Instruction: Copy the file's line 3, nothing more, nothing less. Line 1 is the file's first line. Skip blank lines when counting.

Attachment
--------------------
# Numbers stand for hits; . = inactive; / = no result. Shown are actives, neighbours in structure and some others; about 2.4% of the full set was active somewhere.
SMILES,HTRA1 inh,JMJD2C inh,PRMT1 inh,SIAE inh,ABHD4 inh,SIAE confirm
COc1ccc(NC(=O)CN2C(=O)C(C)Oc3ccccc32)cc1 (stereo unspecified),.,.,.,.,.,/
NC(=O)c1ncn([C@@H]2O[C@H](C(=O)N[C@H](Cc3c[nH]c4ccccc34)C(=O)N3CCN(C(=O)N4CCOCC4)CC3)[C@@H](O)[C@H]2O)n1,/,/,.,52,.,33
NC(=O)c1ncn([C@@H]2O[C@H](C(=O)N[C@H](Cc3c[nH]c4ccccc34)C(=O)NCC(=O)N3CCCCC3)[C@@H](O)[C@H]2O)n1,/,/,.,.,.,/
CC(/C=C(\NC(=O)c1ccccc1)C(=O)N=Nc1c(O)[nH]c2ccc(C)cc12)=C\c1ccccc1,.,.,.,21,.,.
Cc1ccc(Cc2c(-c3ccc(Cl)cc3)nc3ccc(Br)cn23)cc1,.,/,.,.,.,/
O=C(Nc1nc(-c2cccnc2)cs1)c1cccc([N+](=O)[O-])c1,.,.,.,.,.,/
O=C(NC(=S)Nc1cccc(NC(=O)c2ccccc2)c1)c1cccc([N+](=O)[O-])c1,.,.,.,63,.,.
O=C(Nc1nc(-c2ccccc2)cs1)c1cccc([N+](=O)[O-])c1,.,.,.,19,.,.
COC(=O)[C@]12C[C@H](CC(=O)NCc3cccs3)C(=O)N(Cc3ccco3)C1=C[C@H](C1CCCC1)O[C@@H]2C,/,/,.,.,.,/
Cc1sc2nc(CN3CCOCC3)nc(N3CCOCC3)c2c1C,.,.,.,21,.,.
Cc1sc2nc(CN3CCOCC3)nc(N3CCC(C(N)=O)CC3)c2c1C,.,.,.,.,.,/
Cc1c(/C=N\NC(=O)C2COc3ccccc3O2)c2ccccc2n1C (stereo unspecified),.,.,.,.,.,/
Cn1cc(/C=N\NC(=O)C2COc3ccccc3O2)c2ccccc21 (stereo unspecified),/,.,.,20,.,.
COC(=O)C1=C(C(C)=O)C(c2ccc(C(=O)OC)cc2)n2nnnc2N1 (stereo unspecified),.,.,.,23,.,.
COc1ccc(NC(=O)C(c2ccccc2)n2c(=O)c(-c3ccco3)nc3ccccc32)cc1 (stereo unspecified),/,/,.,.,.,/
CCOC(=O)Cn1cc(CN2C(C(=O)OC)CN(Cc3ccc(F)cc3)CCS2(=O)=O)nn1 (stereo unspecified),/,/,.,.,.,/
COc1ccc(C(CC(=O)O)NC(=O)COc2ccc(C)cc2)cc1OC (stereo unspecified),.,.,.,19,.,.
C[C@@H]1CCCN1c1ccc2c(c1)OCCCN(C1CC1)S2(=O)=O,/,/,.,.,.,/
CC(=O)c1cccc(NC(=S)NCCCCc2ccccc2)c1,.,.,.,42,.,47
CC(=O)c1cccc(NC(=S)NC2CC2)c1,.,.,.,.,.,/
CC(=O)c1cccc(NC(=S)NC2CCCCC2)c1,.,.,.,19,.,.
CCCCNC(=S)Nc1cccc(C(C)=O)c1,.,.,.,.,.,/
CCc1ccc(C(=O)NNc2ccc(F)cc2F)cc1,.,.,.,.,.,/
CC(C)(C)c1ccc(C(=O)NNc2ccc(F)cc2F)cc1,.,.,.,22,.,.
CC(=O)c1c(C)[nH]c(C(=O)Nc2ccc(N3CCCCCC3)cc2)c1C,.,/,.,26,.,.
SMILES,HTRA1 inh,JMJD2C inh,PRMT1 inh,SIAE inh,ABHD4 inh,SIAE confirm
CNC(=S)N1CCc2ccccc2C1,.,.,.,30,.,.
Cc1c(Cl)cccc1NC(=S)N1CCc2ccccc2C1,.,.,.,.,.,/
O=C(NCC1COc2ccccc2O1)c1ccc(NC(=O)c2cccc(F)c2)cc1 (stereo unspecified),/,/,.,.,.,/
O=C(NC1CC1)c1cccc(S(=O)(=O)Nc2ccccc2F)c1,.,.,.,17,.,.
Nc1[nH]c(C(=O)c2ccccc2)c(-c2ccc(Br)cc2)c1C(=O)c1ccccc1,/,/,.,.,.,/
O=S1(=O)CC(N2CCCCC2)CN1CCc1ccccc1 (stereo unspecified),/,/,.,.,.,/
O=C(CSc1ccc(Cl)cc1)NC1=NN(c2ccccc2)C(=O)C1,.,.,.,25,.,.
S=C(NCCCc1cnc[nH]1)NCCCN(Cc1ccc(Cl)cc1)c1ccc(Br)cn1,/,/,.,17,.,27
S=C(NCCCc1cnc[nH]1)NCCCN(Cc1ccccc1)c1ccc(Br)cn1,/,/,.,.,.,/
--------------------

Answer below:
COc1ccc(NC(=O)CN2C(=O)C(C)Oc3ccccc32)cc1 (stereo unspecified),.,.,.,.,.,/